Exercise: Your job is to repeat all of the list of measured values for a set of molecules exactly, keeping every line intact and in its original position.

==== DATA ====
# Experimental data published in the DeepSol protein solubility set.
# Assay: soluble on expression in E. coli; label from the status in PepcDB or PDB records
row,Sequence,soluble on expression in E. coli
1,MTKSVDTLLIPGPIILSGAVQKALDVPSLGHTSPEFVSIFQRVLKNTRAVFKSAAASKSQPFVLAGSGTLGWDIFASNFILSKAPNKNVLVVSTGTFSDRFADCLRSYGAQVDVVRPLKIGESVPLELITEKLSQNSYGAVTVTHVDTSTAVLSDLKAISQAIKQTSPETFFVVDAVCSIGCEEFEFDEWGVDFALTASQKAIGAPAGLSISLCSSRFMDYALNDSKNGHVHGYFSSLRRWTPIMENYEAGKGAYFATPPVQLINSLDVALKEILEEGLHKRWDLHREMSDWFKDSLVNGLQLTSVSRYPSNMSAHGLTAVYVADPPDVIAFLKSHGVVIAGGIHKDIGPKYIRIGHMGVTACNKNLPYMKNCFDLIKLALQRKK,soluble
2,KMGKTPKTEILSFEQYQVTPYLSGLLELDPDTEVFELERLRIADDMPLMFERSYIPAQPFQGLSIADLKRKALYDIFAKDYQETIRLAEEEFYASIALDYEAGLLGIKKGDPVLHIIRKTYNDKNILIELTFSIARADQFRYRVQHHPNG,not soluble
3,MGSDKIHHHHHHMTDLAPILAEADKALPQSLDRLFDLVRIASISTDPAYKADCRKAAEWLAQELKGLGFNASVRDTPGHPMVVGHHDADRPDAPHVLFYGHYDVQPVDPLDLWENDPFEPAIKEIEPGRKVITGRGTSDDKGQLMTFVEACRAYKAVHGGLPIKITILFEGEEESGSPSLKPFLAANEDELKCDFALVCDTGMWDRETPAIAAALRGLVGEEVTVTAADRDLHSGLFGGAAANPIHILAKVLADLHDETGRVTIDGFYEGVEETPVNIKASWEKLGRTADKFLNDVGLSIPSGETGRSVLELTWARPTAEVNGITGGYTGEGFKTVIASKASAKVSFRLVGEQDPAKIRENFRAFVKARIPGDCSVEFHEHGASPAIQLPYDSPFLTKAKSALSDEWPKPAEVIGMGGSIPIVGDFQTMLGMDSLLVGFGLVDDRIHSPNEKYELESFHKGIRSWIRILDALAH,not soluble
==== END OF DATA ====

# Experimental data published in the DeepSol protein solubility set.
# Assay: soluble on expression in E. coli; label from the status in PepcDB or PDB records
row,Sequence,soluble on expression in E. coli
1,MTKSVDTLLIPGPIILSGAVQKALDVPSLGHTSPEFVSIFQRVLKNTRAVFKSAAASKSQPFVLAGSGTLGWDIFASNFILSKAPNKNVLVVSTGTFSDRFADCLRSYGAQVDVVRPLKIGESVPLELITEKLSQNSYGAVTVTHVDTSTAVLSDLKAISQAIKQTSPETFFVVDAVCSIGCEEFEFDEWGVDFALTASQKAIGAPAGLSISLCSSRFMDYALNDSKNGHVHGYFSSLRRWTPIMENYEAGKGAYFATPPVQLINSLDVALKEILEEGLHKRWDLHREMSDWFKDSLVNGLQLTSVSRYPSNMSAHGLTAVYVADPPDVIAFLKSHGVVIAGGIHKDIGPKYIRIGHMGVTACNKNLPYMKNCFDLIKLALQRKK,soluble
2,KMGKTPKTEILSFEQYQVTPYLSGLLELDPDTEVFELERLRIADDMPLMFERSYIPAQPFQGLSIADLKRKALYDIFAKDYQETIRLAEEEFYASIALDYEAGLLGIKKGDPVLHIIRKTYNDKNILIELTFSIARADQFRYRVQHHPNG,not soluble
3,MGSDKIHHHHHHMTDLAPILAEADKALPQSLDRLFDLVRIASISTDPAYKADCRKAAEWLAQELKGLGFNASVRDTPGHPMVVGHHDADRPDAPHVLFYGHYDVQPVDPLDLWENDPFEPAIKEIEPGRKVITGRGTSDDKGQLMTFVEACRAYKAVHGGLPIKITILFEGEEESGSPSLKPFLAANEDELKCDFALVCDTGMWDRETPAIAAALRGLVGEEVTVTAADRDLHSGLFGGAAANPIHILAKVLADLHDETGRVTIDGFYEGVEETPVNIKASWEKLGRTADKFLNDVGLSIPSGETGRSVLELTWARPTAEVNGITGGYTGEGFKTVIASKASAKVSFRLVGEQDPAKIRENFRAFVKARIPGDCSVEFHEHGASPAIQLPYDSPFLTKAKSALSDEWPKPAEVIGMGGSIPIVGDFQTMLGMDSLLVGFGLVDDRIHSPNEKYELESFHKGIRSWIRILDALAH,not soluble